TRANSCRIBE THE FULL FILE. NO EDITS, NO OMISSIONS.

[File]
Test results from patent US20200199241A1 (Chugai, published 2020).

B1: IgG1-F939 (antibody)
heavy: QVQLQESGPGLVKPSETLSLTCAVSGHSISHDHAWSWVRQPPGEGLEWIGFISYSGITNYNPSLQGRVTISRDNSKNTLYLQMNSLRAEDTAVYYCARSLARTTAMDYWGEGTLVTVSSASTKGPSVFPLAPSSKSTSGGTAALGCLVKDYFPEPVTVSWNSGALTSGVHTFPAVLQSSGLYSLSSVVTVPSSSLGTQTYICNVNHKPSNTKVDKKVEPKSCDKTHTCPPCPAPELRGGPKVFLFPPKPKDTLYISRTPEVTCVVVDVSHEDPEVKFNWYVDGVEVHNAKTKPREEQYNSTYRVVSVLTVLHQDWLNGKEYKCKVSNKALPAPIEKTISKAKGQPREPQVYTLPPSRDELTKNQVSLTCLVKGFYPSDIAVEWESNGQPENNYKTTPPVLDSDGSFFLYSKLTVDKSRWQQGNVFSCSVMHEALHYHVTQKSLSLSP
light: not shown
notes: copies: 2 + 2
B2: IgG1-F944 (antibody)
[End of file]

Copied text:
Test results from patent US20200199241A1 (Chugai, published 2020).

B1: IgG1-F939 (antibody)
heavy: QVQLQESGPGLVKPSETLSLTCAVSGHSISHDHAWSWVRQPPGEGLEWIGFISYSGITNYNPSLQGRVTISRDNSKNTLYLQMNSLRAEDTAVYYCARSLARTTAMDYWGEGTLVTVSSASTKGPSVFPLAPSSKSTSGGTAALGCLVKDYFPEPVTVSWNSGALTSGVHTFPAVLQSSGLYSLSSVVTVPSSSLGTQTYICNVNHKPSNTKVDKKVEPKSCDKTHTCPPCPAPELRGGPKVFLFPPKPKDTLYISRTPEVTCVVVDVSHEDPEVKFNWYVDGVEVHNAKTKPREEQYNSTYRVVSVLTVLHQDWLNGKEYKCKVSNKALPAPIEKTISKAKGQPREPQVYTLPPSRDELTKNQVSLTCLVKGFYPSDIAVEWESNGQPENNYKTTPPVLDSDGSFFLYSKLTVDKSRWQQGNVFSCSVMHEALHYHVTQKSLSLSP
light: not shown
notes: copies: 2 + 2
B2: IgG1-F944 (antibody)